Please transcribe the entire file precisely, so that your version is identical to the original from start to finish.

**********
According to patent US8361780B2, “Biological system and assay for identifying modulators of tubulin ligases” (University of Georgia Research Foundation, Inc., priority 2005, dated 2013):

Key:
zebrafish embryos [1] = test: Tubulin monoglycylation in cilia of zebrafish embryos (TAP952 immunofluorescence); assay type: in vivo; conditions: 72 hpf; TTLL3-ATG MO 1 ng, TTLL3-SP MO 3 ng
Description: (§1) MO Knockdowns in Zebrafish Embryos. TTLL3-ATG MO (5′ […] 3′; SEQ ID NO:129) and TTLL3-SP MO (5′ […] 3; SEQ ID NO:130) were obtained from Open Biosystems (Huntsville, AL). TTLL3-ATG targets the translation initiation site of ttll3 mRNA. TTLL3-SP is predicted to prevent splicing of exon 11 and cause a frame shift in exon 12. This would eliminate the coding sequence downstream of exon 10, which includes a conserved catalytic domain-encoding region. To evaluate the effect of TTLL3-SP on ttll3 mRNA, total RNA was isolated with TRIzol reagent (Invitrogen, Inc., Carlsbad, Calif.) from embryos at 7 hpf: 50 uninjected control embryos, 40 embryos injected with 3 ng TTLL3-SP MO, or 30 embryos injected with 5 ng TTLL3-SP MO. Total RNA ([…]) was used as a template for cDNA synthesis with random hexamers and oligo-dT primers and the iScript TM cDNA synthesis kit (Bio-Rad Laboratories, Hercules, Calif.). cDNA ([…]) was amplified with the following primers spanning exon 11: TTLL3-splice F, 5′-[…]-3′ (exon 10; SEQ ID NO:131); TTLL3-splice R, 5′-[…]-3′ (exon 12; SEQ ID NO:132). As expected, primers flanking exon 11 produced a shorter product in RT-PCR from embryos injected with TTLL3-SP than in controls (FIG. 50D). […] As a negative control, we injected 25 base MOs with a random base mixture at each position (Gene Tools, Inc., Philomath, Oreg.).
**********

According to patent US8361780B2, “Biological system and assay for identifying modulators of tubulin ligases” (University of Georgia Research Foundation, Inc., priority 2005, dated 2013):

Key:
zebrafish embryos [1] = test: Tubulin monoglycylation in cilia of zebrafish embryos (TAP952 immunofluorescence); assay type: in vivo; conditions: 72 hpf; TTLL3-ATG MO 1 ng, TTLL3-SP MO 3 ng
Description: (§1) MO Knockdowns in Zebrafish Embryos. TTLL3-ATG MO (5′ […] 3′; SEQ ID NO:129) and TTLL3-SP MO (5′ […] 3; SEQ ID NO:130) were obtained from Open Biosystems (Huntsville, AL). TTLL3-ATG targets the translation initiation site of ttll3 mRNA. TTLL3-SP is predicted to prevent splicing of exon 11 and cause a frame shift in exon 12. This would eliminate the coding sequence downstream of exon 10, which includes a conserved catalytic domain-encoding region. To evaluate the effect of TTLL3-SP on ttll3 mRNA, total RNA was isolated with TRIzol reagent (Invitrogen, Inc., Carlsbad, Calif.) from embryos at 7 hpf: 50 uninjected control embryos, 40 embryos injected with 3 ng TTLL3-SP MO, or 30 embryos injected with 5 ng TTLL3-SP MO. Total RNA ([…]) was used as a template for cDNA synthesis with random hexamers and oligo-dT primers and the iScript TM cDNA synthesis kit (Bio-Rad Laboratories, Hercules, Calif.). cDNA ([…]) was amplified with the following primers spanning exon 11: TTLL3-splice F, 5′-[…]-3′ (exon 10; SEQ ID NO:131); TTLL3-splice R, 5′-[…]-3′ (exon 12; SEQ ID NO:132). As expected, primers flanking exon 11 produced a shorter product in RT-PCR from embryos injected with TTLL3-SP than in controls (FIG. 50D). […] As a negative control, we injected 25 base MOs with a random base mixture at each position (Gene Tools, Inc., Philomath, Oreg.).